Tuesday, October 31, 2006 

Mobile marketing comes to kids cartoons

Camera Search! is an interesting mobile marketing service developed by Bandai and Japanese mobile marketing agency D2C using an image recognition system developed by US based Evolution Robotics. Consumers take pictures with their cameraphone of different forms of advertising and labelling (such as pictures in magazines, CD covers, wine labels) and send them to a server using the Camera Search! application on their phone. The server then analyses the image using image recognition technology to identify the product in question, and returns information such as the url of the product’s mobile site, a link to download music or a mobile shopping site selling the product.

Since the product’s launch earlier this year, Bandai and D2C have been adding new services such as outdoor poster advertising and TV commercial recognition. This week, Bandai announced that they will start using Camera Search! with “Crayon Shin-Chan”, a popular children’s cartoon.

Fans of Crayon Shin-Chan can download a free wallpaper for their phone from the cartoon’s mobile site using Camera Search! To access the freebie, all you need to do is snap any scene in the opening credits of the show and send it to the service.

It’s not quite aggressive marketing yet, but parents may have to beware of the mobile as a new tool to enhance nag power in the future.

Source: Wireless World Japan

Friday, October 27, 2006 

Search and Watch Google Video From Your Mobile Phone

Scott Robin has developed a way to download Google Video to mobile phones, after searching for the video on a web page. Of course, these aren’t files that are optimized for mobile phones, so you need a high-end handset plus a pretty generous data package to make it worth while. He details how to do it here, including how he gets the avi file from the Flash version.

Friday, October 20, 2006 

Mobile games in Asia

EAMoneyControl.com has posted an interview with Mike McCabe, director of content at EA Mobile Asia. McCabe predicts that Asian mobile gaming markets will grow to outstrip others around the globe.
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Thursday, October 19, 2006 

Carnival of the mobilists #49

Michael Mace has done a fantastic job with this week’s Carnival of the Mobilists over at his Mobile Opportunity site. Be sure to check it out to catch up on the best writing on the web about mobile.

Tuesday, October 17, 2006 

The desktop/console/hi-fi in your pocket - starring the Nokia N93

The TV-out feature in the Nokia N93 has got quite a few people thinking. In case you haven't been keeping up to date, it's a special graphics chip and companion utility on the N93 that lets you connect the smartphone using the supplied 'composite' cable to any TV or audiovisual device. Its aim is to let you demo your photos and videos on a large screen, but it also has a few extra uses:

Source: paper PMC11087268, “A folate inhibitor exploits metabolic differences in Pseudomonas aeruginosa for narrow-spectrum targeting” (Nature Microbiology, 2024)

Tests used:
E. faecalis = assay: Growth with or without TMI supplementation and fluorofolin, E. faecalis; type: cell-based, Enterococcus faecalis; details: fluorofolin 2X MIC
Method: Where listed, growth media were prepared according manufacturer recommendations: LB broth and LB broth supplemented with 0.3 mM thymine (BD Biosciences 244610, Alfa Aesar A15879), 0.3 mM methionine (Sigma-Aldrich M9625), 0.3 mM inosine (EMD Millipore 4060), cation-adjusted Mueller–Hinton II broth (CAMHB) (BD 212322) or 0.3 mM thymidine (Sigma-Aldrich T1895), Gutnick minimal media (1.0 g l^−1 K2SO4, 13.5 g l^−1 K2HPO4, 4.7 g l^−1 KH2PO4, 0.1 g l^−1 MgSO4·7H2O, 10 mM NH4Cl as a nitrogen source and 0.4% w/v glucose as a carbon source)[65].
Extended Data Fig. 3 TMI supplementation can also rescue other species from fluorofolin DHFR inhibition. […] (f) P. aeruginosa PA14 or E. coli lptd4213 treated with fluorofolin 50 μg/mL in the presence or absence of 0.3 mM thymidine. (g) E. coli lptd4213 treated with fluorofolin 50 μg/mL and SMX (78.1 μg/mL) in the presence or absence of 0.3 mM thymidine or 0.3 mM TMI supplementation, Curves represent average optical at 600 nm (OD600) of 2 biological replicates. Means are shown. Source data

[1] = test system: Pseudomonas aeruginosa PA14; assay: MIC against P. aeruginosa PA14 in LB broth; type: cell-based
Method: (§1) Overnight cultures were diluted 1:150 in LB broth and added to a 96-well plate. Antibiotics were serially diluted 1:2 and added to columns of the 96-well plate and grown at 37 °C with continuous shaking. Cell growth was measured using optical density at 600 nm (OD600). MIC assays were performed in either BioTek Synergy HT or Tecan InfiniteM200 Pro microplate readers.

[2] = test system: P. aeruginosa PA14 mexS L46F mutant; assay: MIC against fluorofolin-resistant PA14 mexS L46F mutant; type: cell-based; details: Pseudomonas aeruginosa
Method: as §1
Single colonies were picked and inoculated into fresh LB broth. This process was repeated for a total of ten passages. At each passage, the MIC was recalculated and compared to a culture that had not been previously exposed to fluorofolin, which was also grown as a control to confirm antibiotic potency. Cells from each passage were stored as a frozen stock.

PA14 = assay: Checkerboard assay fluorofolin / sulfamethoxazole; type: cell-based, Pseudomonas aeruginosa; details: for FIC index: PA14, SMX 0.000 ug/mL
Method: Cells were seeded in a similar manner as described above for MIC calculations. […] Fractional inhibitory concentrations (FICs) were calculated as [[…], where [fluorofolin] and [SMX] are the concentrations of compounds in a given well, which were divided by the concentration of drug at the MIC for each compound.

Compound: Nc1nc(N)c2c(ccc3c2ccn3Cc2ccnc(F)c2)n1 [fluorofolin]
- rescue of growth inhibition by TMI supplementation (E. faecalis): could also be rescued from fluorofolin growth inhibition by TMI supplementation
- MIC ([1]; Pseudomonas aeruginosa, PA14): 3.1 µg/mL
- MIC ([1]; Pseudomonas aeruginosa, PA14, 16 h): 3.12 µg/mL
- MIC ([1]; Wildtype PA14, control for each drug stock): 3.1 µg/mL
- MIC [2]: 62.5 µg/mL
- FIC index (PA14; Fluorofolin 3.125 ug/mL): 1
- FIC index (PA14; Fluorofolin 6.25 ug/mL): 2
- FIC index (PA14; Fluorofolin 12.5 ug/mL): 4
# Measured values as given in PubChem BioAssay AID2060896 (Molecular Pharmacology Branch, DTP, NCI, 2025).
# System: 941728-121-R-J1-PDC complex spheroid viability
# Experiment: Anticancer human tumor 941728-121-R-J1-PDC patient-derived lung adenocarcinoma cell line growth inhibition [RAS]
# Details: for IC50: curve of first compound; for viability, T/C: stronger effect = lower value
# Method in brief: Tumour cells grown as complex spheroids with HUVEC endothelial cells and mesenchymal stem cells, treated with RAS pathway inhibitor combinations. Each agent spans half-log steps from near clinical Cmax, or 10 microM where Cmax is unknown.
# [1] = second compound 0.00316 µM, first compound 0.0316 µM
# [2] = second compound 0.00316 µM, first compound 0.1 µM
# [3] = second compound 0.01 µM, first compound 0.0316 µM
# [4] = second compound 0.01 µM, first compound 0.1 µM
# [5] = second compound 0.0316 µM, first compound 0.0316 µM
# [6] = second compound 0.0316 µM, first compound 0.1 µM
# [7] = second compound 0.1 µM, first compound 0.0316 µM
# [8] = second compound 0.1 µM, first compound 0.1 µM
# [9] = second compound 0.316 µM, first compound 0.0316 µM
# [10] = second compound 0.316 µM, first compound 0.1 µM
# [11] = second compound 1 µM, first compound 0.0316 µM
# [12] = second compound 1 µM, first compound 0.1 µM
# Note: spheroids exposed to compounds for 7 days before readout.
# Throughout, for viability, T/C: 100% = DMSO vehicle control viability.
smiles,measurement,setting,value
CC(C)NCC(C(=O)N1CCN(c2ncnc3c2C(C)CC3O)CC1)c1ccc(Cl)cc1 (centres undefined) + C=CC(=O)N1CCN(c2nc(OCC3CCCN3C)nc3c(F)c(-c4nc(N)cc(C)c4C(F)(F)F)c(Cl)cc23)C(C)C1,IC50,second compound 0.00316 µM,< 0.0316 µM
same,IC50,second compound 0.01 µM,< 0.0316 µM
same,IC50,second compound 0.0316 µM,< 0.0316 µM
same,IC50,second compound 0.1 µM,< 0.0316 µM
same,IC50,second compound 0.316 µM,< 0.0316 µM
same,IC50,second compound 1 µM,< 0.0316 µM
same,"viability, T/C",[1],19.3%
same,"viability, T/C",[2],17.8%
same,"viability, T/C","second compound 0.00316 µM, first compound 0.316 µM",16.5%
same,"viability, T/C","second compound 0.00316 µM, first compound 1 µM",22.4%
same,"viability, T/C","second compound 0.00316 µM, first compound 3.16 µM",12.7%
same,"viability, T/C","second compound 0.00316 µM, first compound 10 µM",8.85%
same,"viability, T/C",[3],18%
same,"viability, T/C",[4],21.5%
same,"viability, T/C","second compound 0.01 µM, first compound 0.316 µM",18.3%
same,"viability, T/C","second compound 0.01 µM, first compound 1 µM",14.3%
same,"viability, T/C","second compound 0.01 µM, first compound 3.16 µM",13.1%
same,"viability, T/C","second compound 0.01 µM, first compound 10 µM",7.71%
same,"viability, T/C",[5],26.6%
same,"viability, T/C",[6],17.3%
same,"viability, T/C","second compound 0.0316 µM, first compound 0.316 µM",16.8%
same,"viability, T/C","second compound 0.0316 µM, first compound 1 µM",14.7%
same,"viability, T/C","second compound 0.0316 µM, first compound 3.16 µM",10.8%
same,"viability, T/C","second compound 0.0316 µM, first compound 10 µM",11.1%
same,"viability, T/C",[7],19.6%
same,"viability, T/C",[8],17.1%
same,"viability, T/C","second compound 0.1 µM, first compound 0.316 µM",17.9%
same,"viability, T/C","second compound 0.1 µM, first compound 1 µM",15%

• You're in a hotel room on business. Armed with a Bluetooth keyboard (come on, you know you've got one in your desk drawer), you connect the N93 to the room's TV using the composite cable or a SCART adapter. You can then word process, respond to emails and type in Notes, using its full size keys and the large TV screen as your monitor:

N93 as desktop replacement

  • You're at your mate's house and the two of you are bored with his old PlayStation games. But hey, you've got Snakes and System Rush and half a dozen other titles loaded on your N93. Again, just plug in via composite lead or SCART to his TV, switch the N93 to landscape mode and use the navigator key as your in-game d-pad, watching and playing the games together on his 24" wide-screen TV:
N93 as games console

  • At your 21-year-old daughter's flat, you feel an overwhelming desire to demo to her what real music sounds like. Whipping out your N93, you plug it into the phono sockets on the back of her midi system and start Pink Floyd/Chopin/Sinatra (delete where applicable, depending on age) playing in Music player. Decent music fills the room, driven from your N93:

N93 as music source

  • At home in your living room, your partner wants you to look something up on the web but your PC's upstaairs in the office and it's turned off. Rather than wait for it to spin up, you plug the N93 into your TV and you're off, instantly, surfing on the largest web browser screen you've ever seen:


  • At work, your team are trying to liase with another team on the other side of the country. Progress over a landline speakerphone is proving slow, so you set up your N93, plugged into the meeting room's TV, and establish a 3G video call to your opposite number with a 3G phone at the other end. The TV image fills with the scene at the other site and you can all see and talk to each other - the meeting ends far more successfully.
I'm sure other uses for TV-out will occur to you. Ideas on a postcard... What is clear is that having TV-out graphics capability is a major step sideways, if not forwards, opening up all sorts of possibilities for those that like to keep a powerhouse in their pocket.

Source: http://www.allaboutsymbian.com

Pedro "K2" Macêdo

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